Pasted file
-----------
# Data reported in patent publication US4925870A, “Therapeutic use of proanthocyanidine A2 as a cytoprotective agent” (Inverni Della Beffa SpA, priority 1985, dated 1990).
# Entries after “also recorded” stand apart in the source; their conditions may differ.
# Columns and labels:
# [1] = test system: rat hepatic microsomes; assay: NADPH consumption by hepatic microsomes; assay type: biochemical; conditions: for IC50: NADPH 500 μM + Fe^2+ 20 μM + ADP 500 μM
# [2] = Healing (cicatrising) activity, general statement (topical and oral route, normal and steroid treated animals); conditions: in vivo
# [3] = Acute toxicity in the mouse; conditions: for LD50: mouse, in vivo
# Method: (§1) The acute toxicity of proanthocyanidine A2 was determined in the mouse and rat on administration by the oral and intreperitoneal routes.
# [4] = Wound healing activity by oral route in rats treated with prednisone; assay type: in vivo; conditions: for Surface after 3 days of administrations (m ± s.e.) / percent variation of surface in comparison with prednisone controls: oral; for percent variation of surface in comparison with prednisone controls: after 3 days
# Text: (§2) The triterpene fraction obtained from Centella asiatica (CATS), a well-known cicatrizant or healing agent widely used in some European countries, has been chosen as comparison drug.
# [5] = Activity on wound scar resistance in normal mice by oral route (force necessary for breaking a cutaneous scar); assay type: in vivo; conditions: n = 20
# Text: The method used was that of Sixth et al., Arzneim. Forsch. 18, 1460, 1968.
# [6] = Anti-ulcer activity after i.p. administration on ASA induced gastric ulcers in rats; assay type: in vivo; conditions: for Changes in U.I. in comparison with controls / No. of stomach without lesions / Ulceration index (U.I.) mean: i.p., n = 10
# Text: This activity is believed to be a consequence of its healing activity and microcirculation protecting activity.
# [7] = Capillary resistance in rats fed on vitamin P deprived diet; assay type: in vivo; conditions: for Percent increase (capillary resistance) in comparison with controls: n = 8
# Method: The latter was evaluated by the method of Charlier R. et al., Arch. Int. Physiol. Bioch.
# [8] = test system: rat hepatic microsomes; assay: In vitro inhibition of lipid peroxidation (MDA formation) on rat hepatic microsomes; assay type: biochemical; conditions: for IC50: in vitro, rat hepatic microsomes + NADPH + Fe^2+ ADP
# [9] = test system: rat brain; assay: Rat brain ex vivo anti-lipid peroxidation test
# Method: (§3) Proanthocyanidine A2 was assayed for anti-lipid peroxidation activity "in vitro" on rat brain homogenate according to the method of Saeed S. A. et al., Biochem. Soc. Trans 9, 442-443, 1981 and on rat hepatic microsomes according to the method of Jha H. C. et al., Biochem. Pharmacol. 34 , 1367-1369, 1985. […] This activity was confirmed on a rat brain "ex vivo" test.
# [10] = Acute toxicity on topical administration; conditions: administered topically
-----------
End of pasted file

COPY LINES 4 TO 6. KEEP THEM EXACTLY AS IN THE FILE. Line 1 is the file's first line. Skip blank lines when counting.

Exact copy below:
# [1] = test system: rat hepatic microsomes; assay: NADPH consumption by hepatic microsomes; assay type: biochemical; conditions: for IC50: NADPH 500 μM + Fe^2+ 20 μM + ADP 500 μM
# [2] = Healing (cicatrising) activity, general statement (topical and oral route, normal and steroid treated animals); conditions: in vivo
# [3] = Acute toxicity in the mouse; conditions: for LD50: mouse, in vivo